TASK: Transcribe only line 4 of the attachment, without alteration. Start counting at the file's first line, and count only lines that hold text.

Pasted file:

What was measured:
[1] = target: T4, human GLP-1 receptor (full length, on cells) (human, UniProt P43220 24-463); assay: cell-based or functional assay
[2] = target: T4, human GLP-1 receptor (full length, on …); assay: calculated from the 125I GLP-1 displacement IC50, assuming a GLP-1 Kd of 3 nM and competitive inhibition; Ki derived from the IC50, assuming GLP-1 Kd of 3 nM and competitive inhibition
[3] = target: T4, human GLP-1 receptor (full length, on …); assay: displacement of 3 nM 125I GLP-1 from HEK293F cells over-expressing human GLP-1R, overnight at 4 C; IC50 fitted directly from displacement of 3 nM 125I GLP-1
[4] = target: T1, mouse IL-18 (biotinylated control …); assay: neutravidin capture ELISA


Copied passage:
[3] = target: T4, human GLP-1 receptor (full length, on …); assay: displacement of 3 nM 125I GLP-1 from HEK293F cells over-expressing human GLP-1R, overnight at 4 C; IC50 fitted directly from displacement of 3 nM 125I GLP-1